A primary focus for the panel was the concept that true healing transcends the individual and becomes a social responsibility. DeLorenzo conveyed that salvation and health are not solely personal endeavors but are deeply rooted in community and charity. He asserted that the Church should be a place where such communal healing is not only encouraged but actively facilitated. This idea set the groundwork for a broader discussion on the communal nature of recovery and support within the context of faith-based communities.

Hlabse further developed this idea by differentiating between treatment—which can often be an isolated and individualized approach—and healing, which she defined as a comprehensive and holistic practice centered around deep connections with others. She urged the Church to adopt practices that command a sense of living in communion, where acts of love and the common good are paramount.

Jones discussed the Church’s role in fostering therapeutic relationships. He underscored the Church’s unique position to establish intimate and restorative interactions that might be essential for someone grappling with mental health concerns. Moreover, Jones suggested that such healing interactions do not always require clinical expertise but are born from creating inviting spaces for authenticity within the parish community.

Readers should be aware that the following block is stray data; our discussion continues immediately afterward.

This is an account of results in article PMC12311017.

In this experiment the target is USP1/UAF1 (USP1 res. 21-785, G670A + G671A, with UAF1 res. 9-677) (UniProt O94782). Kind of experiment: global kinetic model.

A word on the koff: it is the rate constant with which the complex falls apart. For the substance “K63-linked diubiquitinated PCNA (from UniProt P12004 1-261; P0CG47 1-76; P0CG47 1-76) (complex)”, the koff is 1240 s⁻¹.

Adding a neurological perspective to the conversation, Carozza highlighted the scientific backing for the necessity of relationships and community in the journey toward mental health. She cited research that demonstrates how significant social relationships affect neuroplasticity and overall psychological well being. Carozza advocated for a Church that adopts an informed attitude of curiosity and patience, allowing individuals struggling with mental health to experience a sense of belonging and care.

In addressing the power of narratives, DeLorenzo shared the transformative potential of ‘stories of grace,’ where individuals could see God’s presence through their journey, fostering a sense of community and affinity. He stressed that through shared stories, individuals could find comfort in the midst of their suffering.